Knocking out Pirates' Maholm? Not on this night
Paul Maholm, is greeted by teammates in the dugout. Maholm was the winning pitcher in the Pirates' 3-1 victory.
Second baseman Delwyn Young avoids Milwaukee's McGehee to turn a double play in the second inning last night at PNC Park.
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Now, here is irony ...
In a see-saw season in which Paul Maholm has heard whispers all summer long that he must be injured, the one game in which he legitimately pitched hurt -- struck twice by line drives -- resulted in one of the most durable, dynamic performances of his career as the Pirates beat Milwaukee, 3-1, last night at PNC Park to cap a three-game sweep of the Brewers.
"That guy, Maholm, I didn't know he's a warrior," recently acquired shortstop Ronny Cedeno said. "I knew he had good stuff, but I didn't know that. I thought for sure one of those was going to knock him out of the game."
That, evidently, would take some doing.
In the fourth inning, Mike Cameron's liner caromed off Maholm's left -- and pitching -- triceps to second baseman Delwyn Young for a groundout. Manager John Russell visited the mound with athletic trainer Brad Henderson, but Maholm soon shooed them away.
- Game: Pirates vs. Cincinnati Reds, 7:05 p.m., PNC Park.
- Radio: FSN Pittsburgh, WPGB-FM (104.7).
- Pitching: Charlie Morton (2-6, 5.51) vs. RHP Micah Owings (6-11, 5.35).
In the eighth, Alcides Escobar's comebacker struck Maholm's left shin loud enough to be heard through the stadium, but he corralled it, one knee in the grass, and fired to first for the out. Another visit from Russell and Henderson, another shooing.
By the time Maholm was done, his tally included two bruises, one fine line -- a run on eight hits over 7 2/3 innings -- and the audible appreciation of the 12,630 who rose and roared when Russell finally took the ball with the pitch count at 110.
"Paul had a little bull's-eye on him, didn't he?" Russell said, grinning. "He did a great job, all around. He pitched well, put his defense to work and stayed very efficient."
Maholm shrugged off questions about the bruises as easily as he had shooed away help.
"Just a rough day," he said with a laugh. "Nothing major. It'll be fine. I'll be back Friday to get my running and throwing in."
Earlier, there was one other opportunity to knock out Maholm, and that failed, too: The pitch count was at 103 through seven innings, and his spot in the order was due up second in the bottom half. But Russell unflinchingly stuck by him and, as fate would have it, Maholm stroked a double.
"I love that move, and not just because Paul made JR look like a genius," closer Matt Capps said. "When a guy gives you that much, you let him go."
"I might have turned that into a single if I'd gotten hit in the calf before that," Maholm said with another laugh.
All the joking probably felt as refreshing as the victory, Maholm's first since July 7.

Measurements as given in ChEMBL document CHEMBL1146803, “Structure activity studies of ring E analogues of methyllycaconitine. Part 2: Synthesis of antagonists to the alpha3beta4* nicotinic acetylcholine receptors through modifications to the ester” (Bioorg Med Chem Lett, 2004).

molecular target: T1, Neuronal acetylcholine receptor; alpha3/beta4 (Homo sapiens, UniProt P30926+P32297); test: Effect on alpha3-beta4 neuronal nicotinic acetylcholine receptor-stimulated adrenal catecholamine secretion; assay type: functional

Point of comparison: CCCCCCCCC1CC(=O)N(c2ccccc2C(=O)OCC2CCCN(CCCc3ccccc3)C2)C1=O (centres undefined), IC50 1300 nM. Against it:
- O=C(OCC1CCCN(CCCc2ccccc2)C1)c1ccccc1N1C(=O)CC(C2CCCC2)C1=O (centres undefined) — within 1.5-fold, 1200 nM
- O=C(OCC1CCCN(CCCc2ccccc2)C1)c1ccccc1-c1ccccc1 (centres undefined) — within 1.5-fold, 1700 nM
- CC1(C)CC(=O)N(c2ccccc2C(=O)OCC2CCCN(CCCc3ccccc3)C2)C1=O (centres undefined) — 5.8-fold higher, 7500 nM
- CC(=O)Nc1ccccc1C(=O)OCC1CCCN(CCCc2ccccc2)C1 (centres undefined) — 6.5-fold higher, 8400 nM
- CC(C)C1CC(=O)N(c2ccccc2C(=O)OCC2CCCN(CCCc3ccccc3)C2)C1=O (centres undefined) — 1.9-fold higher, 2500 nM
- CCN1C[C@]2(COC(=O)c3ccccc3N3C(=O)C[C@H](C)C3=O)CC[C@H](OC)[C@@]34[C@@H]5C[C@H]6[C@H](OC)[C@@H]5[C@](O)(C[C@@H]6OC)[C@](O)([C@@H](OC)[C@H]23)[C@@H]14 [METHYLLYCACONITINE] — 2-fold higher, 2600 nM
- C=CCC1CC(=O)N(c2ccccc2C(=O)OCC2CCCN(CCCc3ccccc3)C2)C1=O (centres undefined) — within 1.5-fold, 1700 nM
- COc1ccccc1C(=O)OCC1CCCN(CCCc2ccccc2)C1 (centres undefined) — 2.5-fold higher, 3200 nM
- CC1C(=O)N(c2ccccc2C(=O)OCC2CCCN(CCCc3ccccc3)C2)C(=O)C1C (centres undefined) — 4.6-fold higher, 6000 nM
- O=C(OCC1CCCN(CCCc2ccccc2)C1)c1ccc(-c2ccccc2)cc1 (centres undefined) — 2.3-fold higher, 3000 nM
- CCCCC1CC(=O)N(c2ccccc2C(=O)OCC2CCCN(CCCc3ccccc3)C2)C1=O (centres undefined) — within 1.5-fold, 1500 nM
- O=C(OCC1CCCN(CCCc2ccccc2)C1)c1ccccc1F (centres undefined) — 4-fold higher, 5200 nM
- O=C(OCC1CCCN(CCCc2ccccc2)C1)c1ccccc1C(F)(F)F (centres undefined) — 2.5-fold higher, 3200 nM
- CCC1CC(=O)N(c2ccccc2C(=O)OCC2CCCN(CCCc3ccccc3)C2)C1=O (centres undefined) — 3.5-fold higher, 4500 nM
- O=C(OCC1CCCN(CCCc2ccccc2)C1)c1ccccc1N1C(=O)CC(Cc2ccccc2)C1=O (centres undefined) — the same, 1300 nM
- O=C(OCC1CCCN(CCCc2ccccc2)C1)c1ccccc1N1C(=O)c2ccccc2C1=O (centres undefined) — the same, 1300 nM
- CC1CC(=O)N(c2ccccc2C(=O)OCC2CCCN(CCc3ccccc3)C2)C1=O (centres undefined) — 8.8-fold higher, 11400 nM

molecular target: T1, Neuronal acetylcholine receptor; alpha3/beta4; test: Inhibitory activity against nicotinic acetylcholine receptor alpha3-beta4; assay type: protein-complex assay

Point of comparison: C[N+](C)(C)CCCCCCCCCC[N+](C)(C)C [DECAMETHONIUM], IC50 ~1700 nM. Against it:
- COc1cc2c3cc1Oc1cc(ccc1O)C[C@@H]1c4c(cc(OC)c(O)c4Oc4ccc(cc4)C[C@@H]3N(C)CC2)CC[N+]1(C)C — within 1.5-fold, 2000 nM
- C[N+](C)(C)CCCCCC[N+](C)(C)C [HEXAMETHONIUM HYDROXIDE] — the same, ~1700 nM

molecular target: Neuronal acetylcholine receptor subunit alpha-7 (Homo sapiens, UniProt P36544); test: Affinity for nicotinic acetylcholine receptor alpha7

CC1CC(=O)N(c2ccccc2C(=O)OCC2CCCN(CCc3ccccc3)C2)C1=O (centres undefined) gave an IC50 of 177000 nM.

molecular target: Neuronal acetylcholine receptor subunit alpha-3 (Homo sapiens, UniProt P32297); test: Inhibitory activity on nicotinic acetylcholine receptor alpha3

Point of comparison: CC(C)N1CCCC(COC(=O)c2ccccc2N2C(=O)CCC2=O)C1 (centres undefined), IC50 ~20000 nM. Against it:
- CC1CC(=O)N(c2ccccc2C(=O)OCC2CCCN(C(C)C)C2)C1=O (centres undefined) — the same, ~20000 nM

He had been visibly frustrated after allowing seven runs last week in Denver and, really, with most of his past six starts, during which he was 0-3 and saw his ERA rise to a season-high 4.93. He spent extra time on and off the field in Chicago after that, his determination glaringly evident with an unwavering drop-dead-serious demeanor.
"It's been a while," Maholm said of the victory. "Every game, it's seemed like it's been one or two pitches where, if I execute, I go deeper into the game and we win. Tonight, it was kind of my determination to get back to how I threw last year, to do whatever I had to do to get to the eighth inning, get to the guys in the bullpen and let them put it away."
The bullpen seemed to take to that no less seriously, handed a 3-1 lead.
"When someone giving it all he's got like that, you're pumped," Capps said.
Joel Hanrahan stranded Maholm's runner in the eighth by retiring his lone batter, then smacked his glove demonstratively coming off the mound. And Capps blazed through the heart of the Brewers' order 1-2-3 in the ninth -- throwing mostly fastballs at 94-95 mph -- for his 22nd save but the first all month.
Highlighted was a strikeout of Prince Fielder with a cut fastball that Capps began throwing on the side all of three days ago.
"Thought I'd give it a try," Capps said.
Cedeno's ninth home run, fourth in 18 games since joining the Pirates, was a two-run shot driven hard into the base of the left-field rotunda, off Yovani Gallardo's two-ball hanging slider.
"I got my pitch," Cedeno said.
Andrew McCutchen manufactured a 3-0 lead in the next inning, leading off with a single, stealing second and coming around on the first of Delwyn Young's two doubles.
The Pirates had looked like the worst team in Major League Baseball in losing 13 of 14 until this sweep, just their third all season and the first since taking three from the New York Mets June 1-4. But they got quality starts from Kevin Hart, Ross Ohlendorf and Maholm, a sudden spate of home runs -- five in the series after none in the five games in Denver and Chicago -- and error-free defense.
All that, and they pretty much knocked nemesis Milwaukee from wild-card contention, the Brewers now nine games back in that race. That is quite the turnaround for the Pirates, who had lost 17 in a row to Milwaukee, but have taken five of six meetings since breaking that streak July 20.
Russell acknowledged some satisfaction in that.
"It's great," he said. "They had our number, and we've started playing better against them ever since we beat them the one time. It's a great feeling for all of us."
First Published August 20, 2009 12:00 am